When I set off to write the Dracula Chronicles series I was told by several people to focus narrowly on that subset of readers who love history; that I should choose the gender for which I wrote (either male or female); and that I should also target the age group (either young or mature) who might be interested in my story of Dracula. “Don’t be all over the place,” I was admonished. And as a note of encouragement I was told to expect that my series would appeal at best only to a small number of people with history as their primary literary interest.
These are the rules of fiction writing, it seems. No doubt there is a lot of wisdom in the advice received.
But you all know that rules are made to be broken.
If Vlad/Dracula had played by the rules, today he’d be a “foot note to a foot note” in a forgotten book of Romanian History. Not the legend that has endured for half a millenium.
Taking a page from the Dion Sanders book on the “Art of Controversial Choices” (fictional book by a real and remarkable character) I answered the questions posed to me in his peculiar style. “Do you want male or female readers?” “Both,” I said. “Young, or mature?” “Both,” I said again. “Lovers of history, or of general fiction?” You guessed my answer, I’m certain.
I would be lying if I said I did not sweat the putative consequences of my foolhardiness. But as the reviews began to come in, both on Amazon and in direct contact with many readers, it became clear that Vlad’s story appealed to a wide audience: young, mature, and in between; men and women; lovers of history and lovers of adventure. The present review makes the case more eloquently than I can (please don’t say: “What kind of writer are you if you lack eloquence???”)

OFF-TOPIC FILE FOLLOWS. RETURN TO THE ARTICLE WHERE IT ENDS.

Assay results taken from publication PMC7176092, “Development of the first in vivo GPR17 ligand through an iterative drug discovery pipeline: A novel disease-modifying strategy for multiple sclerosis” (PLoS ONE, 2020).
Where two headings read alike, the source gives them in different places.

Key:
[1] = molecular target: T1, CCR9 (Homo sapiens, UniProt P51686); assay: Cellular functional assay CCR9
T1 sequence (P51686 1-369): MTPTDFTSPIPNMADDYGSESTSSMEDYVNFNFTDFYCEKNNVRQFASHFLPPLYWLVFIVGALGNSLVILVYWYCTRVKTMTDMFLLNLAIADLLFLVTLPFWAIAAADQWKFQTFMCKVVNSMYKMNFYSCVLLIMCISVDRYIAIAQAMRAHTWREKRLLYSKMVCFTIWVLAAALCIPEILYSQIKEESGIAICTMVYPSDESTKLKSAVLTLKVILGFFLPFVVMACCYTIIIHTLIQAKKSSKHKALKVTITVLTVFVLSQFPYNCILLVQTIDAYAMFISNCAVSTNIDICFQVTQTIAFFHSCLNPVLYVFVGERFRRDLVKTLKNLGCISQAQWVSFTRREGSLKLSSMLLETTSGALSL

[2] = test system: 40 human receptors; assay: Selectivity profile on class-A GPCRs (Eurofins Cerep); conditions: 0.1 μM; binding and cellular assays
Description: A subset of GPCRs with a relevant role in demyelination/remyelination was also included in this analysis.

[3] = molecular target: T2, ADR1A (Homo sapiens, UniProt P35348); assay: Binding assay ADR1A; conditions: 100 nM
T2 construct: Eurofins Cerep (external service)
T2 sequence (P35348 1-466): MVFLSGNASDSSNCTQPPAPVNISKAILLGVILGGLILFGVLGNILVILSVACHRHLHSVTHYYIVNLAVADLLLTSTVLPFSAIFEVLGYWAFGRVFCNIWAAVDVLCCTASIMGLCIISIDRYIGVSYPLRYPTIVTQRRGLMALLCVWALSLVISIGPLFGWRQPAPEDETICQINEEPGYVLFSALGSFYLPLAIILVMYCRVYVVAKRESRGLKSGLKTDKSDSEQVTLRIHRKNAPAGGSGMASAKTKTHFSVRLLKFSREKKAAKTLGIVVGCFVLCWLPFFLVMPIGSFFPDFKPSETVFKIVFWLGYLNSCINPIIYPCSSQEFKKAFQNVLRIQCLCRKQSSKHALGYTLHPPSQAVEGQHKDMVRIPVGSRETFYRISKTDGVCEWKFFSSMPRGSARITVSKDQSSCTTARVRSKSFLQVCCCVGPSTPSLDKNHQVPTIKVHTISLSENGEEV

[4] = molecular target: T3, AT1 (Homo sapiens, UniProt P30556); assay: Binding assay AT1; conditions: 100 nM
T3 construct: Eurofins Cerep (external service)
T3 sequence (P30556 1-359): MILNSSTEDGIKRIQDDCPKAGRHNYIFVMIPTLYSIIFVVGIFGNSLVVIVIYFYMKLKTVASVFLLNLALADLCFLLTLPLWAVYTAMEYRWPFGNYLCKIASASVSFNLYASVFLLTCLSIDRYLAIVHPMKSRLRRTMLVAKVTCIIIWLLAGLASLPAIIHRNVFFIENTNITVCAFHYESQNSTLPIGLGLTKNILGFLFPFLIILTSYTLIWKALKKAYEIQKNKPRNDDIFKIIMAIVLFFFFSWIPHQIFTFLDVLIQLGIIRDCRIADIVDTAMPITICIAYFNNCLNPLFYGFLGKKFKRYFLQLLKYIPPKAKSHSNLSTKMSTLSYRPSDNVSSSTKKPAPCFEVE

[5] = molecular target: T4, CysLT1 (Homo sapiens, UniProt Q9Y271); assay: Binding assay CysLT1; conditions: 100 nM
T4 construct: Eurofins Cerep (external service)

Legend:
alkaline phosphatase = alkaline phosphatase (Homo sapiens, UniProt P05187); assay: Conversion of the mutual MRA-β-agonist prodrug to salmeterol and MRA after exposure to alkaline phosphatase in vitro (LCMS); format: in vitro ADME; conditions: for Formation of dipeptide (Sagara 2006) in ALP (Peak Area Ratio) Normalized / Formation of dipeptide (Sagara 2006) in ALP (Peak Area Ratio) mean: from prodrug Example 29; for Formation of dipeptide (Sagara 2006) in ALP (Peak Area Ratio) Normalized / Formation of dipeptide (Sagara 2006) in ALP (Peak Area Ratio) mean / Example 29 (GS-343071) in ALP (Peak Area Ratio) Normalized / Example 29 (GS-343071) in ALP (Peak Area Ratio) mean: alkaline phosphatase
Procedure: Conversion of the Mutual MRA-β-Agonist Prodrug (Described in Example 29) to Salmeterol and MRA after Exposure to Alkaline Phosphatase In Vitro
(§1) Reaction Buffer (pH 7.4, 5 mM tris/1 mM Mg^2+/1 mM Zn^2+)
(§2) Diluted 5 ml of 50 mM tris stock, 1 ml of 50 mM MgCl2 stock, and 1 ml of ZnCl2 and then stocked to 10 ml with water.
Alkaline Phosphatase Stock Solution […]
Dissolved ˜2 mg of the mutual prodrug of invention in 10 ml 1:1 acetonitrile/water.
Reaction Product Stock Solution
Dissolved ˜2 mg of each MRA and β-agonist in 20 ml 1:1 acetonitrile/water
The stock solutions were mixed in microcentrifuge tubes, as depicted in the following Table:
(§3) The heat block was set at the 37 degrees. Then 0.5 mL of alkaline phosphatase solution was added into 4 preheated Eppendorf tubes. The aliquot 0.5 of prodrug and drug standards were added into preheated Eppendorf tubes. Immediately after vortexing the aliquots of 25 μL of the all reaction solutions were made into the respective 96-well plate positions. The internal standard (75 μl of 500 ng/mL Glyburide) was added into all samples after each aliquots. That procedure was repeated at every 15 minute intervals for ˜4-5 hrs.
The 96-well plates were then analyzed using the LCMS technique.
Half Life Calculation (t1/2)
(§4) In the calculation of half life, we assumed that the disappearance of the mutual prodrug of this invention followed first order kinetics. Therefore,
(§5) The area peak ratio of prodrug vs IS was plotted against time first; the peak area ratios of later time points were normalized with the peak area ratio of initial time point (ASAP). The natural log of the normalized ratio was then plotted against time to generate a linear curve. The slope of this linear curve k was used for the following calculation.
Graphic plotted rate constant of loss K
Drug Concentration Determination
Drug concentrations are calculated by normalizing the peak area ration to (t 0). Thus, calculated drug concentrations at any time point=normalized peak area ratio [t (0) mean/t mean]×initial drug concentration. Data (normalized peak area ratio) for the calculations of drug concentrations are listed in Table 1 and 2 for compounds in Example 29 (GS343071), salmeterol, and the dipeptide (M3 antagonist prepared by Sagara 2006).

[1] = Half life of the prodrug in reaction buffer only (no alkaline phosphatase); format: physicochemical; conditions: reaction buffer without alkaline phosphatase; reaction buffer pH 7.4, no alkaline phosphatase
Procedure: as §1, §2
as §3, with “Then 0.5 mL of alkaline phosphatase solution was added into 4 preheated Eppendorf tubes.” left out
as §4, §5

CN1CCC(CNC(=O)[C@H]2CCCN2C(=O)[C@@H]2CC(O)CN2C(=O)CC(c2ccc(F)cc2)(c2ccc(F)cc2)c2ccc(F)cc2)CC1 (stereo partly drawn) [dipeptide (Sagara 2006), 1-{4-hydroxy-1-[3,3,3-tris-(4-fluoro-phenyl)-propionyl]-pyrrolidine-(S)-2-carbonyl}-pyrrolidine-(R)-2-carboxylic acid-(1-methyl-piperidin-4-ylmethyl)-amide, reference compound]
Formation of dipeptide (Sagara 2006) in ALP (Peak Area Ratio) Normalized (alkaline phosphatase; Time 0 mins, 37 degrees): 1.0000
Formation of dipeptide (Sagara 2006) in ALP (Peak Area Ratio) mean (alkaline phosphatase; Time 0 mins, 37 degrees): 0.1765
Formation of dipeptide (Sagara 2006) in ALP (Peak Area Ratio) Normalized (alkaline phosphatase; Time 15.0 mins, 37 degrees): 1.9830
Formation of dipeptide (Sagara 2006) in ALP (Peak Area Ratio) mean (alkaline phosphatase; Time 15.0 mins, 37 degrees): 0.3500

Thank you reader Milena Soree for assuaging my fears.
5.0 out of 5 stars Byzantium at its best – not to be missed!, March 6, 2013
Ever since I learned about a year ago that Mr. Foia was preparing to publish this Dracula series I waited with anticipation for its first book to come out. I knew it was going be a historical novel, but what we also got is a well-written page turner that will appeal to the younger and older readers alike. Particularly, I think it will attract a young people following with its coming-of-age adventures of a very likeable character of Prince Vlad, fighting all sorts of unsavory characters while following his destiny – almost Harry Potter-style.
Mr. Foia’s writing is like Mozart’s music – it appeals at all levels and to all kinds of readers, men and women alike. The history and the contemporary cultures depicted were especially interesting to me, as I too, come from the Balkans where the Ottomans ruled for over 500 years and where we learned about their ways since the earliest age. Revisiting in detail the 15th century of the Eastern Balkans with all its gore, was a great pleasure to me; as strange as this may sound.
I have no doubt that in a year or so, this series will attract the interest of some TV or movie producer, this is the dream material for the big screen!